Testing Tittle's Control Balance Theory: Results From the National Youth Survey

Andrew L. Hochstetler, Iowa State University
Matt Delisi, Iowa State University

ABSTRACT
Control is a conceptual core of criminology. Recently, there has been renewed interest in how control is related to deviance and how individual and situational power differentials affect control. In his pioneering control balance theory, Charles Tittle incorporates power and control into a general theory of deviance. The theory states that deviant acts are the outcome of insufficient and excessive control. The form that deviance takes is dependent on control ratios--the level of control individuals receive and exert. Control balance theory is largely untested. Data from the National Youth Study (n=1,725) is used to test control balance theory. We investigate the affects of control imbalances at work and in relationships on autonomous and repressive forms of deviance. Findings are consistent with previous research. Control imbalances are significant predictors of deviance although not always as the intial statement of control balance theory predicts. We discuss the implications of our findings for control balance theory and future research.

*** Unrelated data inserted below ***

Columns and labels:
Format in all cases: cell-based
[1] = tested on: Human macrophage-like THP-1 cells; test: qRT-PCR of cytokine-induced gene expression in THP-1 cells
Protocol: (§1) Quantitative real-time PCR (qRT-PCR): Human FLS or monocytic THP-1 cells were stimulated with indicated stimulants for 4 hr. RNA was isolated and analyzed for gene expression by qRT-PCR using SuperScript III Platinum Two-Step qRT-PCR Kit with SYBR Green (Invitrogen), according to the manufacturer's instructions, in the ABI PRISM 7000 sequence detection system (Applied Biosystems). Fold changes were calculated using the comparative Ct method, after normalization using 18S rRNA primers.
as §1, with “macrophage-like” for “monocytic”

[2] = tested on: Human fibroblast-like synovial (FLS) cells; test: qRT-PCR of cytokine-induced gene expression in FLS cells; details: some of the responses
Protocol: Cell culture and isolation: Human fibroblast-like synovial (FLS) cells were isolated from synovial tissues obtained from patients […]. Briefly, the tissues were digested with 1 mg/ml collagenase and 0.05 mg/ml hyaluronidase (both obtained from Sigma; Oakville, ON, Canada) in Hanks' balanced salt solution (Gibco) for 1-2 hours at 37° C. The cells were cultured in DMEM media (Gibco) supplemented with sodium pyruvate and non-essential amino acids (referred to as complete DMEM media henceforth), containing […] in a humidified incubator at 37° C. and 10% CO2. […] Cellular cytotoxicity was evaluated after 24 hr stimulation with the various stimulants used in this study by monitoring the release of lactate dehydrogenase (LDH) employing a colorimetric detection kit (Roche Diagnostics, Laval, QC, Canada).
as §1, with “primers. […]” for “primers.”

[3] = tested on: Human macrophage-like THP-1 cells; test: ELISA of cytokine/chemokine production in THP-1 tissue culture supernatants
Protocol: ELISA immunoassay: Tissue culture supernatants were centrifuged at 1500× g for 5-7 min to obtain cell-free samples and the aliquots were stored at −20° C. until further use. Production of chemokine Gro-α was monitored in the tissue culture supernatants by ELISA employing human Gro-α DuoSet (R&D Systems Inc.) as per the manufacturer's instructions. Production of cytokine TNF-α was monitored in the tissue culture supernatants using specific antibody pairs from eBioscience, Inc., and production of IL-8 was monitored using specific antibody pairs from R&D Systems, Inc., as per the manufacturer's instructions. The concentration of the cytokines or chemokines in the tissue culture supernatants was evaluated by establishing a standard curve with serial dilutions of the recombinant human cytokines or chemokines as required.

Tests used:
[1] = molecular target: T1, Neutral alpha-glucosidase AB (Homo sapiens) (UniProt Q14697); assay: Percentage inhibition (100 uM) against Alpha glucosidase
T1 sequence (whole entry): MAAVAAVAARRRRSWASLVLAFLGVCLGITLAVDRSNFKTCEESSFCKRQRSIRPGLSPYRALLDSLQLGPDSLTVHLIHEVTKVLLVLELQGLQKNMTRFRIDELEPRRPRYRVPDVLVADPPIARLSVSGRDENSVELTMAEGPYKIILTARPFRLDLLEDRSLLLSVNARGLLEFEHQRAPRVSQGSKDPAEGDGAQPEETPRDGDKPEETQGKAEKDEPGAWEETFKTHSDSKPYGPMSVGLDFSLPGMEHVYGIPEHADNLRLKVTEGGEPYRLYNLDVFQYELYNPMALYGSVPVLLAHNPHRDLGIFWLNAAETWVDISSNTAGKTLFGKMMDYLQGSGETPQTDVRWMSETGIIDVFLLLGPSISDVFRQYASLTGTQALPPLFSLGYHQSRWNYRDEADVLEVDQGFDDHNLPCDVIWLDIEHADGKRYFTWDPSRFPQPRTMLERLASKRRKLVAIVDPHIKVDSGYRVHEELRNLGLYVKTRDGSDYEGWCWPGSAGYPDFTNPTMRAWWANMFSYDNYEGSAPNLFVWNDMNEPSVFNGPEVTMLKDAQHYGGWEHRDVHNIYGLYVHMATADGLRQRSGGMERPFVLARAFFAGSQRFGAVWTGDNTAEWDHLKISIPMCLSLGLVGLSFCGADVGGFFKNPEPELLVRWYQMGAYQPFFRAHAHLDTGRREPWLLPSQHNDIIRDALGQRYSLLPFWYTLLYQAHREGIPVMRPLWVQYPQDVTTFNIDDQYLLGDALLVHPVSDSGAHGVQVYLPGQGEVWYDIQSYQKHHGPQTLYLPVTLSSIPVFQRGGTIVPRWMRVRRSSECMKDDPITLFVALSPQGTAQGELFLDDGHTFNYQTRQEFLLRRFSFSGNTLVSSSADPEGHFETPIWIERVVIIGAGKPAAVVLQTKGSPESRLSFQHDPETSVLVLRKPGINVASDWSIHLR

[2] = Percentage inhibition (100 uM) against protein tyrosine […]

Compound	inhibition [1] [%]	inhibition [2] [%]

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Updated 05/20/2006